Campaign India Team
Jan 30, 2009

Mercedes, Coke reject Slumdog association

Here's a question for all of you. How much would you have paid to have your brand visible in Golden Globe winning, Screen Actor's Guild winning and Oscar nominated Slumdog Millionaire?Whatever your answer, would you believe that there are two brands who paid nothing and fought to have scenes with their brands featuring deleted from the film?Both Coke and Mercedes Benz demanded that scenes featuring their brands be excised as the brands would suffer from the association to the poverty depicted in Slumdog.

Mercedes, Coke reject Slumdog association

Here's a question for all of you. How much would you have paid to have your brand visible in Golden Globe winning, Screen Actor's Guild winning and Oscar nominated Slumdog Millionaire?

Whatever your answer, would you believe that there are two brands who paid nothing and fought to have scenes with their brands featuring deleted from the film?

Both Coke and Mercedes Benz demanded that scenes featuring their brands be excised as the brands would suffer from the association to the poverty depicted in Slumdog.

Details from Boyle, as quoted in The Times, London: "The [thing you did not see] was the Mercedes logo on that car. We had to take that off because Mercedes don't want to be associated with being in a slum. "We wanted to use a Mercedes because . . . this guy, this gangster would drive a Mercedes . . . but if you use Mercedes then clearly you have to get permission, and we asked for their permission and they refused it."

Boyle on Coke: "There is a scene where the kids are on a rubbish dump and they get offered these bottles of, er, popular fizzy drink. Not only were we not allowed to use their name, basically we had to paint over the label on the bottle as well. So we ended up paying tens of thousands of pounds painting out these symbols."

Here are two brands intensely protecting their respective equities, and, in another context, a mammoth brand which doesn't seem too bothered. Manchester United is trying to convince Sahara to sign on as their shirt sponsor – a space that will go vacant if AIG can't keep up with their payments.

I'm not a Man U fan, but I do believe most Man U fans in India would be aghast at the prospect of Sahara's logo emblazoned on Rooney's shirt. I can't see Indians queuing up to buy club jerseys if this does happen.

If Manchester United are out on a limb and don't care too much about where the money comes from and how much it hurts the brand, it's symptomatic of the Barclay's Premier League.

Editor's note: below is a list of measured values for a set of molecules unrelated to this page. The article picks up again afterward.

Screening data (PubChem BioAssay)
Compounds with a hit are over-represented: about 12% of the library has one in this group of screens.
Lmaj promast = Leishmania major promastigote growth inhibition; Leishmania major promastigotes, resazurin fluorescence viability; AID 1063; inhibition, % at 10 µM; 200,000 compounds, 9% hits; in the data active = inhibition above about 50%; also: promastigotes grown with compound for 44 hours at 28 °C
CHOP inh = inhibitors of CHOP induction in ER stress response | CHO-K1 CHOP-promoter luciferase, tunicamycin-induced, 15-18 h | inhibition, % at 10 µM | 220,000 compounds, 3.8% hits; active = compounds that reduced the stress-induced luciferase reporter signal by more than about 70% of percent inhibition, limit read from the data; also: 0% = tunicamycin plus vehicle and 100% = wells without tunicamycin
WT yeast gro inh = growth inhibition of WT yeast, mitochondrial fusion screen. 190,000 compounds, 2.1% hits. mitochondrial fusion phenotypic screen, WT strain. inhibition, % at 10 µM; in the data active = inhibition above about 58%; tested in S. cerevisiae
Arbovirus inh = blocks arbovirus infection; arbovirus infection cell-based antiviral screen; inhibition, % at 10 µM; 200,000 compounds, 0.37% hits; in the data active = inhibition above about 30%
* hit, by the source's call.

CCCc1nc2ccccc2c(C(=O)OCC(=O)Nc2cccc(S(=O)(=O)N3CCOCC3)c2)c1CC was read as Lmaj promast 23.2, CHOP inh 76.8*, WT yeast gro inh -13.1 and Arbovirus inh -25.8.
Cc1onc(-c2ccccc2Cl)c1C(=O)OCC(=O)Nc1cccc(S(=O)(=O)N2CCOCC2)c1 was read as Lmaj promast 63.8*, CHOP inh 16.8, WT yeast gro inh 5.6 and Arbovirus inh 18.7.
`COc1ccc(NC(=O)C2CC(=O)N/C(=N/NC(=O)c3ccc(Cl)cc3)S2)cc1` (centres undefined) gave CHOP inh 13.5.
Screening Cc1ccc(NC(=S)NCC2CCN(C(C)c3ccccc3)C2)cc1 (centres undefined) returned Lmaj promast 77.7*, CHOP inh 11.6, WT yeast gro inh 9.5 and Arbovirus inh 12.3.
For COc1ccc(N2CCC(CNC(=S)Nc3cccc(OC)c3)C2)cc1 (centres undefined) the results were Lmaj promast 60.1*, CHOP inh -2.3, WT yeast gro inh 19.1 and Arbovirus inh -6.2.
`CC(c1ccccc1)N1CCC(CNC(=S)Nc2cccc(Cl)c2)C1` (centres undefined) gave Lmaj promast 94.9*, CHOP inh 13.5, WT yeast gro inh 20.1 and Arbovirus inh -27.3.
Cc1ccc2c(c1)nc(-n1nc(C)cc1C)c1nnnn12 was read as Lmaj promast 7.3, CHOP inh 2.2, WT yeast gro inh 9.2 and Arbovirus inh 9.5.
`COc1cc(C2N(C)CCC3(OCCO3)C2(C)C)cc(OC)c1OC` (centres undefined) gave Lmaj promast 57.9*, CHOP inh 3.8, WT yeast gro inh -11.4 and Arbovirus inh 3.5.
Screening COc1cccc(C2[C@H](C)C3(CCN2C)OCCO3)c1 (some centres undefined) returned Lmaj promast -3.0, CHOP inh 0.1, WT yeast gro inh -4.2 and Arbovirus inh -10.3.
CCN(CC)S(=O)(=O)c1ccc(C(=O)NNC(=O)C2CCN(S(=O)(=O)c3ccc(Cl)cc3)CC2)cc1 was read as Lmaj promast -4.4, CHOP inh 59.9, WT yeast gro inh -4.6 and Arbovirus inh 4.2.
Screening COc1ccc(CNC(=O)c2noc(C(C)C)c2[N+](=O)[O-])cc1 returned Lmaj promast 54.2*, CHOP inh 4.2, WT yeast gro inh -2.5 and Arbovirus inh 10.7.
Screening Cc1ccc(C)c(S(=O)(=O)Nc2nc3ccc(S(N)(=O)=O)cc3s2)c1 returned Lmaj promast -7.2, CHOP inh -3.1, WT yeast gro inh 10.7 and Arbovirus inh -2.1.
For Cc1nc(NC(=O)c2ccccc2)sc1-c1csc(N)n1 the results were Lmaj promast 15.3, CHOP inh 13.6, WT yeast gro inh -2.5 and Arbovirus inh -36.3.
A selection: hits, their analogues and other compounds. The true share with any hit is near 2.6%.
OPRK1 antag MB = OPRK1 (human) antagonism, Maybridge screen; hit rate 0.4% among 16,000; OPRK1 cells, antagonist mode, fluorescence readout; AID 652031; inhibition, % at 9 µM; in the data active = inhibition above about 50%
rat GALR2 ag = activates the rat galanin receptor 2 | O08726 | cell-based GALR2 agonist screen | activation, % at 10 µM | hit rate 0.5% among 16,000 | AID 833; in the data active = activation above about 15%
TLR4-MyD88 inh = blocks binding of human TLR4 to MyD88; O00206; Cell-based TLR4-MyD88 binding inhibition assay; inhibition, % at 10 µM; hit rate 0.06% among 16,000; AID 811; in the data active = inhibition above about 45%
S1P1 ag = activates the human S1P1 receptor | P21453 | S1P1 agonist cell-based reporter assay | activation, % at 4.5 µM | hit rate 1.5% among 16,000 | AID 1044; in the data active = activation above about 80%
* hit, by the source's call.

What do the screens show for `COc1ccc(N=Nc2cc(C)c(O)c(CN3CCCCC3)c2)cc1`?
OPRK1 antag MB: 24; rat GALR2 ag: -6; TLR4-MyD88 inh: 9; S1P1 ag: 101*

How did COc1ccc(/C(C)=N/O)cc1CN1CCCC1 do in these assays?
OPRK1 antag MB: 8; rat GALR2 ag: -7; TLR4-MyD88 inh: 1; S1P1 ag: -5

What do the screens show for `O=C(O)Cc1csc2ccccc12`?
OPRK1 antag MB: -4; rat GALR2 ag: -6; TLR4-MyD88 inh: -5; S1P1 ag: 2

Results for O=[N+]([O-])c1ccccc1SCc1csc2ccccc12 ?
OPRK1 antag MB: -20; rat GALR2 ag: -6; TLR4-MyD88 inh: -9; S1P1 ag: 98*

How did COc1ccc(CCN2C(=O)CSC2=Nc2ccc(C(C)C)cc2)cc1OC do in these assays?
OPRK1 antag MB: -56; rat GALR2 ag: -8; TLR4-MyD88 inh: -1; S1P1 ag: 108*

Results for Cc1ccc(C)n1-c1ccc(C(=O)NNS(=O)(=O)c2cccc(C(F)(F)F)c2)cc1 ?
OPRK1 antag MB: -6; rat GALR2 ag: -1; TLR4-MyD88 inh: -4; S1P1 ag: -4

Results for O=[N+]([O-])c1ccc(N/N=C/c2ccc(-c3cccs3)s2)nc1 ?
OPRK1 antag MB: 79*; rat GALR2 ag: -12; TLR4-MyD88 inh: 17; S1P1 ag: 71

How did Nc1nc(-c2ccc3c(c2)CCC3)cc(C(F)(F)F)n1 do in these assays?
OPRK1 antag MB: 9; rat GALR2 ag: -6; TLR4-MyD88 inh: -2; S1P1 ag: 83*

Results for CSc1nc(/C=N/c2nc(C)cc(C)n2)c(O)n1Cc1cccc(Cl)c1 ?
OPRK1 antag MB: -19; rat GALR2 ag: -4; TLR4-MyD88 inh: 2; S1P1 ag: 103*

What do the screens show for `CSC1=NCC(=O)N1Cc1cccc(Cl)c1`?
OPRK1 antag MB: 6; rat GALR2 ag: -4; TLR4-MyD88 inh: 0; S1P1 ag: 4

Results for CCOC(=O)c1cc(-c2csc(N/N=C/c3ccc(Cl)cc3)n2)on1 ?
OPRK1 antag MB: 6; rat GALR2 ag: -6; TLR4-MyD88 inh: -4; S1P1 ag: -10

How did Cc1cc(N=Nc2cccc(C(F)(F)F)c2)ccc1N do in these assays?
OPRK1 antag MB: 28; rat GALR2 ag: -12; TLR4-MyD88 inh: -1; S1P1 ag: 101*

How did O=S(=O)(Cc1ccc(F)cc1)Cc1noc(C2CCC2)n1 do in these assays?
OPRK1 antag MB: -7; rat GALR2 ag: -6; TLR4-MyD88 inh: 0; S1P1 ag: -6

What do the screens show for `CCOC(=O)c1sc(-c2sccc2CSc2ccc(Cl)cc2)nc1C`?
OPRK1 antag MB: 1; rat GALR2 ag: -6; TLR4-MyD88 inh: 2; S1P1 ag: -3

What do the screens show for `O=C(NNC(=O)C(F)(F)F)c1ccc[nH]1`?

If each club is a brand, the Premier League is a superbrand – a superbrand that, thanks to the recessionary trends in Europe and America, is slowly but surely losing its class.

The recent takeover and sell-out of Manchester City by a convicted Thai politician, the antecedents of Roman Abramovich's riches, the negotiations in the Middle-East for a takeover of Liverpool all dilute the individual brands and the Premier League itself.

For some strange reason, clubs in the premiership refuse to acknowledge the reality that money is very difficult to come by. Instead of, therefore, cutting back on spending in sync with the new reality, they continue to spend like the billionaires that they aren't.

While selling to anyone with enough money – and there surely are a number of them around – will meet short-term objectives and ambitions, the brand itself, and the long term health of the clubs could be seriously damaged.

What if one of the owners goes to jail? What if Abramovich cuts off supplies of oil to Europe at the height of a freezing winter? What about human rights excesses in countries of the clubs owners?

As Manchester United knows well, there's more to a club's income than just the sponsorships and ticket sales. Sales of merchandise are astronomical and it might make sense for them to evaluate the decrease in sales if Sahara did, indeed, replace AIG.

Which is why the Mercedes and Coke objections become interesting. While the average brand manager would have been delighted with the seeming 'free' publicity, executives at both Benz and Coke took a deep breath to consider the dangers to the brands. There would certainly have been some short-term gain, but was that gain worth it in the context of possible long-term damage?

Source:
Campaign India

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